It’s not a wonderful life for many

Girl Working in Box Factory, Tampa, FL - 1909

Girl Working in Box Factory, Tampa, FL – 1909

Charles Dickens’ “Christmas Carol” is relevant these days with many in Congress playing the role of Scrooge before he was visited by the Christmas spirits. Dickens was greatly concerned about the plight of children forced to work under dreadful conditions and about the lives of the poor.

Pope Francis recently echoed these ideas when he expressed concern about unfettered capitalism. The Pope also called on world leaders to address poverty and growing inequality. Specifically, he said:

“In this context, some people continue to defend trickle-down theories which assume that economic growth, encouraged by a free market, will inevitably succeed in bringing about greater justice and inclusiveness in the world. This opinion, which has never been confirmed by the facts, expresses a crude and naive trust in the goodness of those wielding economic power and in the sacralized workings of the prevailing economic system. Meanwhile, the excluded are still waiting.

“To sustain a lifestyle which excludes others, or to sustain enthusiasm for that selfish ideal, a globalization of indifference has developed. Almost without being aware of it, we end up being incapable of feeling compassion at the outcry of the poor, weeping for other people’s pain, and feeling a need to help them, as though all this were someone else’s responsibility and not our own. …”

This description applies to many of us, particularly to many in Congress. For example, the recent budget compromise allows emergency unemployment benefits for 1.3 million to expire. Millions more will lose their federal or state unemployment benefits in 2014. Future pension benefits for federal workers and veterans will also be reduced.

In addition, in the new farm bill, Congress is likely to push for cuts in food stamps instead of reducing or eliminating tax subsidies to giant agricultural corporations.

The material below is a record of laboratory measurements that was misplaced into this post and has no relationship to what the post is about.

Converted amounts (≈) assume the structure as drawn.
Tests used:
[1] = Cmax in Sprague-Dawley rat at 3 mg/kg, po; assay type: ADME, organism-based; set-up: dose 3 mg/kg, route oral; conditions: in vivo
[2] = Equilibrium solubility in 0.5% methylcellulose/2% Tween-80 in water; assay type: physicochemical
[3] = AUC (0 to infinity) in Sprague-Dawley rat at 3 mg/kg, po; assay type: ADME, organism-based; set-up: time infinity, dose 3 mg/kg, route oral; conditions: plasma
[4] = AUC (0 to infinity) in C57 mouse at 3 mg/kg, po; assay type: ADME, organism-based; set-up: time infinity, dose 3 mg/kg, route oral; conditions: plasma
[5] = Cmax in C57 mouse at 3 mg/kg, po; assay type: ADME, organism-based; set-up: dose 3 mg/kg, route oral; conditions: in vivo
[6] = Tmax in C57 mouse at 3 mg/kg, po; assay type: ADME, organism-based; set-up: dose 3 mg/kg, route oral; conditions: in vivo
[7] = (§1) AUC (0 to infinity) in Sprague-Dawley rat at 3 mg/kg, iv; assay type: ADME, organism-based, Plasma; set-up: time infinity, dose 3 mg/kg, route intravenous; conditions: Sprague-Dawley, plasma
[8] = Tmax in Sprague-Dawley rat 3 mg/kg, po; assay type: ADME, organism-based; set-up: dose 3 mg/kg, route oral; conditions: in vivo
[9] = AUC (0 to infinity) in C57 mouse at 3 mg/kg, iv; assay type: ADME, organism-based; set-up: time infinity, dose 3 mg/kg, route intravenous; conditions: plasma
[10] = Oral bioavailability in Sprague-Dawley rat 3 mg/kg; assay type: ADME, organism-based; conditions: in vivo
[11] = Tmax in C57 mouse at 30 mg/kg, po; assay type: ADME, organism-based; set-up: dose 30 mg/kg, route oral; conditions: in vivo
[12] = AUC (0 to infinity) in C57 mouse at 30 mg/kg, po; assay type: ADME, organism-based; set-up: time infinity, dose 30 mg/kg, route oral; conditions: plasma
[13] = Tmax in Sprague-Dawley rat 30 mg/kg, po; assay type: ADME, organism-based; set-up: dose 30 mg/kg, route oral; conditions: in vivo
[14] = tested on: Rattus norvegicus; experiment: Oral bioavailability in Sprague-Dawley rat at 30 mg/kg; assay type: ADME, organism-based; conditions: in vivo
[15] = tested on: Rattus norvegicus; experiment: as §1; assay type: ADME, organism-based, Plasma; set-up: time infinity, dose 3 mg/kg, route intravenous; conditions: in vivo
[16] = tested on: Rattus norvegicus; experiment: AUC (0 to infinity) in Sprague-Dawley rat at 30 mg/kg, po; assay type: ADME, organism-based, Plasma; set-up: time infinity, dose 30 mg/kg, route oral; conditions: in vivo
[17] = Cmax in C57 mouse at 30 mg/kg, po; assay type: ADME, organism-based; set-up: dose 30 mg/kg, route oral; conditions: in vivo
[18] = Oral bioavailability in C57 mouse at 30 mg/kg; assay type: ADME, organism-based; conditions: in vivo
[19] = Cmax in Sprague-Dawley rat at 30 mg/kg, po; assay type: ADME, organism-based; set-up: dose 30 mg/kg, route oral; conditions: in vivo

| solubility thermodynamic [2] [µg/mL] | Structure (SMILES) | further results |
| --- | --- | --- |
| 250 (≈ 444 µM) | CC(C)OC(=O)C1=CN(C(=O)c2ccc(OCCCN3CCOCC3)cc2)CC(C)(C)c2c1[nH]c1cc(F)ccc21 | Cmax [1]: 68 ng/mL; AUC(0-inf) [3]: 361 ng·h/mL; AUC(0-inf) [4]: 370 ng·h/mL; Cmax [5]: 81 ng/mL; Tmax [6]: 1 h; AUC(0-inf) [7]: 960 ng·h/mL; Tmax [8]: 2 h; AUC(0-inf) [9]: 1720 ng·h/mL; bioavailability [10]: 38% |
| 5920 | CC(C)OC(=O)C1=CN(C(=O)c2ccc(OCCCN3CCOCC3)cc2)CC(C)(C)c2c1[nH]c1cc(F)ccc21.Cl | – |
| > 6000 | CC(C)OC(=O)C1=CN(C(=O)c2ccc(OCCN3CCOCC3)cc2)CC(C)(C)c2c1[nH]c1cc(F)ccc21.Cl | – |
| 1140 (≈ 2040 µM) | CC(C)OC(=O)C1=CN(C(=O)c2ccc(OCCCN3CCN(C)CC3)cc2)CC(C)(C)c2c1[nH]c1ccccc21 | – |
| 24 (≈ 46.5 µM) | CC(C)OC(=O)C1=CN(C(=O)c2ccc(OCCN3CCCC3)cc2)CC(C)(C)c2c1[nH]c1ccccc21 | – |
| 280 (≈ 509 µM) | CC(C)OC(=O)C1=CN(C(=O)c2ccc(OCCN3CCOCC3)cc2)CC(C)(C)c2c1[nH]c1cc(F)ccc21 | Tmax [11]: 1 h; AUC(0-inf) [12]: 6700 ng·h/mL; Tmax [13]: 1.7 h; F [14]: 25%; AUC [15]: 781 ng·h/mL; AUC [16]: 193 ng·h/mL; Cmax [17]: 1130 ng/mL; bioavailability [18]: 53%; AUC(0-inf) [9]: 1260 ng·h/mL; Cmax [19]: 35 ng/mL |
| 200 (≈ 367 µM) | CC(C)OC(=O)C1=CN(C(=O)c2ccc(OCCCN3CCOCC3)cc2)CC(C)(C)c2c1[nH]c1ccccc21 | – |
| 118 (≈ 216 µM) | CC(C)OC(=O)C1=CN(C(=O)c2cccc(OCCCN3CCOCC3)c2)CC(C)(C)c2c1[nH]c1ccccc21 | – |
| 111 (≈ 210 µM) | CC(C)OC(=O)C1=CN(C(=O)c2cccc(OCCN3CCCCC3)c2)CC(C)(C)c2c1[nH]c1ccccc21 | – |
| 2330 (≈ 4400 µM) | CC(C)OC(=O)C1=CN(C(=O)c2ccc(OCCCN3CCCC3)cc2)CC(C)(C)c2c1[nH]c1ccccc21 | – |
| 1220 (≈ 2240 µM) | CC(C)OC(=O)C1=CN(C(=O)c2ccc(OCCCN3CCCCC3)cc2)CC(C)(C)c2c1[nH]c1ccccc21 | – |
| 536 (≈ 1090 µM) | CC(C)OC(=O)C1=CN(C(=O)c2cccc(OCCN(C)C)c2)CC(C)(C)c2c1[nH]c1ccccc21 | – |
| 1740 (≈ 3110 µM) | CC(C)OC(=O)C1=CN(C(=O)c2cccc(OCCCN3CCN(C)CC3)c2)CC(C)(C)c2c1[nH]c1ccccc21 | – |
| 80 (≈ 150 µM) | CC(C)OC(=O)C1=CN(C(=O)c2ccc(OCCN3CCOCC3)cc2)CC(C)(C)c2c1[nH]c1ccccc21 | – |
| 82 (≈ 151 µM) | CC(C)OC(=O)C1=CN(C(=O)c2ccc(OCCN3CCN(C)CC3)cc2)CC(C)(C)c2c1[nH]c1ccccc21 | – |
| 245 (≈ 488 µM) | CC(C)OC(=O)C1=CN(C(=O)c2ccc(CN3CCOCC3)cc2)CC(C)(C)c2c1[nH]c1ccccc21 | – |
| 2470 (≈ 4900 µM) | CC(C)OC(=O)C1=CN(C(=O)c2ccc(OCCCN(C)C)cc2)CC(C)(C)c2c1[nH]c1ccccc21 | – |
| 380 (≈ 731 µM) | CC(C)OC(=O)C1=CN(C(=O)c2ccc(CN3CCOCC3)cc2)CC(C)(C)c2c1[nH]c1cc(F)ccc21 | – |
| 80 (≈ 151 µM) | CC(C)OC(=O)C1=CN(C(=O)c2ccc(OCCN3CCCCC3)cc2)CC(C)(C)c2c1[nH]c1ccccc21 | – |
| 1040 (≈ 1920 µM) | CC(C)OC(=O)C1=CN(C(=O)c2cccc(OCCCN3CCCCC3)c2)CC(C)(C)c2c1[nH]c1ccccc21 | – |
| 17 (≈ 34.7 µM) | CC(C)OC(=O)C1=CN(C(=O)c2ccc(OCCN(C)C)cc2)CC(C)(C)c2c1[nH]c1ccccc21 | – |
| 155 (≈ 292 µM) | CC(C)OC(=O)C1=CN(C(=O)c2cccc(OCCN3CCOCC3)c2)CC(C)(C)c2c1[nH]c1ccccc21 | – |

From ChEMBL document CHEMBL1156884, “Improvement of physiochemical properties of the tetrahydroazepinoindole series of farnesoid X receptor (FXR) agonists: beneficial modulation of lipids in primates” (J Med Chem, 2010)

Unsurprisingly, Congress is again targeting Social Security and Medicare for cuts. These successful programs have kept millions from falling into dire poverty. Perhaps surprising to some people, President Obama has expressed a willingness to accept cuts in these programs.

Congress has refused to raise the minimum wage, a wage that has failed to keep pace with inflation. Currently the national minimum wage is $7.25 per hour. Adjusted for inflation, this level is far below the minimum wage level of the late 1960s as well as being below the levels from 1956 to 1985. To be comparable to the level in the late 1960s, the minimum wage today would be close to $11 per hour.

Congress has also worked hard to restore the corporate welfare for the military-industrial complex. Congress throws money at this sector for weapons that are not needed or useful in dealing with non-state actors. Some of these tens to hundreds of billions in corporate welfare would be better spent by the badly under-funded Veterans Administration to help returning veterans prepare for reentry into society. Partly due to lack of extensive preparation, many veterans are, in effect, discarded by society. Many with PTSD and other problems are not adequately treated and join the ranks of the homeless and unemployed. We owe them so much more.

Note this budget compromise ignores the possibility of increasing revenue by closing corporate tax loopholes or by increasing the highest marginal tax rates. These higher rates would impact only the super wealthy, folks who would hardly notice these extra taxes. Instead, Congress chooses to cut incomes for the rest of us, incomes that are often already stretched beyond the breaking point for too many. Obama will likely go along with this mean and heartless approach.

Clearly, congressional and White House actions play a major role in increasing poverty and inequality. Contact your representatives and voice your opposition to cuts in these programs. I think Dickens and Pope Francis would say “bah, humbug” to these politicians.

Ron Forthofer

Ron Forthofer Ph.D. is retired Professor of Biostatistics at the University of Texas School of Public Health, Houston, Texas; former Green Party candidate for Congress and for Governor of Colorado 

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